There can be few more chilling experiences than hearing your partner screaming from your baby’s bedroom. Which is why nobody could prepare this family for the shock and heartbreak that was to come after a heater malfunctioned in their upstairs bedroom. And when Keri Volmert heard the words “I think Sammie is dead,” she froze.
On February 28, 2016, Keri and Larry Volmert from Fort Worth, Texas, put their 17-month-old daughter to bed like it was any other night. She had cried a little bit, but as usual after a couple of minutes she was asleep. Unfortunately for this happy family, however, they were about to discover something terrible the next morning that would change their lives forever.
The married couple had set up a happy home with their two children Jackson, 3 and Sammie, 17 months. With everything in place, the four of them were leading an idyllic life. Keri would likely never have believed that something so awful was lying in store for them.
It was Larry, Sammie’s father, who made the hellish discovery on the fateful day. Larry had to endure something that no parent should ever have to. He walked in to find his princess’ lifeless body in her crib. “The desperation and screeching panic in my husband’s voice the next morning as he went to retrieve her from upstairs is something I’ll never forget,” Keri subsequently wrote on Facebook in April 2016.
In the family home, Sammie’s bedroom was on the second floor, while her mother and father slept in the master bedroom downstairs. Sammie’s big brother, Jackson, had been having difficulties sleeping, so he’d joined them downstairs in their bedroom.
The next morning, Larry climbed the stairs to fetch his daughter. But he quickly realized that something was wrong when he felt the heat. “As soon as I got to the top of the stairs, it was very warm – I mean, hot,” Larry told WFAA. But, tragically, it was too late for Sammie. “I ran to her room, opened her door and found her passed away,” Larry explained.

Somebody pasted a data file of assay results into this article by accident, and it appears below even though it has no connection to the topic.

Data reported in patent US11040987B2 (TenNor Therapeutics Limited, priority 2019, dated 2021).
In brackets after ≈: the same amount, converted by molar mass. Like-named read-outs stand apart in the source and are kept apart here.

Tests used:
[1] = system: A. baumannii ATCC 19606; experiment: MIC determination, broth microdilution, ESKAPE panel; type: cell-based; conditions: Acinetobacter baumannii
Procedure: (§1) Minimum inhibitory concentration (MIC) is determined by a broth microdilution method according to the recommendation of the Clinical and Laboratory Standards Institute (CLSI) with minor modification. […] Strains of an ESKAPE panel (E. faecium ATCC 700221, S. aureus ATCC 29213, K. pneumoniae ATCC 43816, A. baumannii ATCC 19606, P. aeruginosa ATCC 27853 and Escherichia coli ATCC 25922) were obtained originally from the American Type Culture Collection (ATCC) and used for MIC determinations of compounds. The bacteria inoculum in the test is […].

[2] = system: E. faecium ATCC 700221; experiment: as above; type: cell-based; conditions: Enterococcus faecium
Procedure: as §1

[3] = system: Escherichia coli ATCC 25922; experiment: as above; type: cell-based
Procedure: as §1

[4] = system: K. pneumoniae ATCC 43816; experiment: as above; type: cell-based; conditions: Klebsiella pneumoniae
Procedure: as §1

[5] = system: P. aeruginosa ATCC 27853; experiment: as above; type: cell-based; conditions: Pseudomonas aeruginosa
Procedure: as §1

The temperature on the two floors of the house had been controlled by different systems. When the family went to bed that night, the thermostat for the second floor was set at 72° F. However, a malfunction in the coming hours would change the family’s lives forever.
By the following morning, the system’s error had allowed temperatures to sky-rocket, leaving fragile Sammie to sleep in a bedroom that heated to well above 100° F. Likening the effect to a sauna, Keri wrote, “The temperature registered 99 degrees on our thermostat, which was as high as it could go, meaning it was over 100 degrees.”
And despite attempts to resuscitate her, within less than an hour of Larry discovering her tiny body, Sammie was pronounced dead. The Tarrant County medical examiner subsequently recorded the cause of death as hyperthermia from an elevated body temperature. The bereaved parents, meanwhile, were left wondering why they never heard Sammie cry.
After doctors explained that Sammie had passed away in her sleep, the couple knew that their baby would not have been able to make a sound before her body failed. Further harrowing news came when doctors warned that due to his age, had Jackson been in his usual bedroom that night, he could have died, too.
“Young children cannot regulate their own body temperature and do not sweat as much as adults, which makes them more susceptible to overheating,” Dr. Todd Wolf, a pediatric emergency physician from Fort Worth, told the Star-Telegram.